-J.J. Kercher, Director of Customer Experience, AppFolio, Inc.

Try creating a service blueprint for onboarding.

Each of the touchpoints in the onboarding process may be connected to multiple layers of UX, technical features, customer support, sales and marketing, and internal coordination. A service blueprint is a useful way to unpack all of this. In a service blueprint, each step in the customer experience of interest becomes a drop-down that creates a picture of what is going on at this stage and provides a space for insights. In Flowers and Miller’s guide, each step is accompanied by its touchpoint, actors involved, technical or other system involved, rules or policies, data, and additional details, and potential insight categories include follow-up questions, critical moments or pain points, and resulting ideas.

Consider all the actors and their motivations.

It’s tempting to assume that all users have the same motivation upon starting to use your product. We know this isn’t true. Some people are just “checking things out.” Others are doing set-up with a goal already in mind. Service design prompts us to extend this thinking to internal stakeholders as well. Who is involved?

  • Sales is trying to close the deal.
  • Engineering needs to do capacity planning.
  • Marketing wants to leave a positive impression of the brand and nail down a case study.
  • Customer success wants to protect against embarrassing hiccups post-sale.
  • Finance is trying to square away the contract details.

Understand motivations and be sure to include internal motivations. For enterprise companies and their products, there can often be a complex web of stakeholders on the customer side as well. Some people will never log into your tool, but they have a profound influence. Therefore, it’s helpful to understand the relationships between actors in both the customer’s organization and your own.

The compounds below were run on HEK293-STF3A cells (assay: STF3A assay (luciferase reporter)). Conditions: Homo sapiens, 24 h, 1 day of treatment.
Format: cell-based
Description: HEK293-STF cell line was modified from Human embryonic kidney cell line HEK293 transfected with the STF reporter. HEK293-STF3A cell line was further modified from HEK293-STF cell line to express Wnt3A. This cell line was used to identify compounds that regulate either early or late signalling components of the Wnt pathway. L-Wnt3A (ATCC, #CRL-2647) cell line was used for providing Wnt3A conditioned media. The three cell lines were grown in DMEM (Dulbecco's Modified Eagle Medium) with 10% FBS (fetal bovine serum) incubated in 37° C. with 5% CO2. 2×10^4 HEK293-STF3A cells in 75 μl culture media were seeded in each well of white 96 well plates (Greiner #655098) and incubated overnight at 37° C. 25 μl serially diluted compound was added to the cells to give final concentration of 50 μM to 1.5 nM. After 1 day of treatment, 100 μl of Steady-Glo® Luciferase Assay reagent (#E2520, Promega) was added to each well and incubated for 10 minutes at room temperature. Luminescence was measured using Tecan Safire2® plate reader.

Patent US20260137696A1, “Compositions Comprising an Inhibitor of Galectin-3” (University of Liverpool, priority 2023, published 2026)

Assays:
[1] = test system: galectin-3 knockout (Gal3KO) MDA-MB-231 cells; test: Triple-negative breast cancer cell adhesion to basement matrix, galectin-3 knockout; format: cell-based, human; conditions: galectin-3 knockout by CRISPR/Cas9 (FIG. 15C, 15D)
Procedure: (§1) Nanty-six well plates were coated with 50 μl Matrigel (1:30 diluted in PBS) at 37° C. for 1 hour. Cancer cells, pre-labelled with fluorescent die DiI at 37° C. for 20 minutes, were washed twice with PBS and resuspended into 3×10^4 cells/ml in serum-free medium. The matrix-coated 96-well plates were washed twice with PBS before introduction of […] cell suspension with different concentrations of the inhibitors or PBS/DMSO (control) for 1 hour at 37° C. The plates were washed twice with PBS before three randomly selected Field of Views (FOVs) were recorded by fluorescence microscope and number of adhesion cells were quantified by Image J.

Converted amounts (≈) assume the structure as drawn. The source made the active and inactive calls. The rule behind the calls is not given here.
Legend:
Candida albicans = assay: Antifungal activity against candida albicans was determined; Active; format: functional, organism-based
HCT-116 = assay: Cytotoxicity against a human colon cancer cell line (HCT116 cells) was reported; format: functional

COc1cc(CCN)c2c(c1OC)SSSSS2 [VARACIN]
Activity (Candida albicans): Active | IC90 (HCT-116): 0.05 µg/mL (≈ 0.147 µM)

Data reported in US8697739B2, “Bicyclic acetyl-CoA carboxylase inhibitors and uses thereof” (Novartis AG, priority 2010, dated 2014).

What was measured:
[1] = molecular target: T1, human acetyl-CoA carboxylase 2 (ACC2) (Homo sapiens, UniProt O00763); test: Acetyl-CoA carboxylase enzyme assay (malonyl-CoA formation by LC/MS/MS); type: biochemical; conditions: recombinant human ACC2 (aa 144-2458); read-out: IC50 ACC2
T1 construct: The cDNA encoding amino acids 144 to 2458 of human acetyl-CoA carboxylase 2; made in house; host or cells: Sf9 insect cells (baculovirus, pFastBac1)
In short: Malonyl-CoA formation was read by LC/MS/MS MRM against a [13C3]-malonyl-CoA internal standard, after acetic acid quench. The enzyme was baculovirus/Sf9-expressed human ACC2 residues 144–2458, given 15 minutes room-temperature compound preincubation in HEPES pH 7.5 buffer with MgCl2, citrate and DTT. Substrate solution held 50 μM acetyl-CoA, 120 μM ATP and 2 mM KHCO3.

Get your head out of your app.

Take a step out of the product for a moment and imagine an experience you might have that would involve using a service, such as taking a flight or buying a car. Or, as an analogy for a more lengthy and complex onboarding process, imagine yourself as a new employee. What are your points of contact with the service or with the process of learning your new job? What would characterize a valuable experience, both for you and for the service provider?

At times, it can be helpful to step away from in-app constraints and just act out the interaction. How would you accomplish this onboarding goal if you were a tour guide, or a teacher, or a coach? Activities like role play can help. We tend to think in terms of hyper-idealized paths and scenarios in an app (i.e. the “happy path”). It’s important to challenge those assumptions.

Hopefully, this introduction has inspired you to see your onboarding process through a new lens of service design! See the list below for even more resources and tools for applying service design.

John Cutler is a product management and UX consultant. His passions are UX research, evidence-driven product development, and empowering the front line to solve business and customer problems. For more of John’s writing visit his Medium profile or follow him on Twitter.  He is honored to team up with longtime friend and editor Katherine Maurer, a freelance editor and poet whose work has appeared in many pretty good literary journals. She is also a graduate student in clinical psychology, and drummer in the band Again is Already.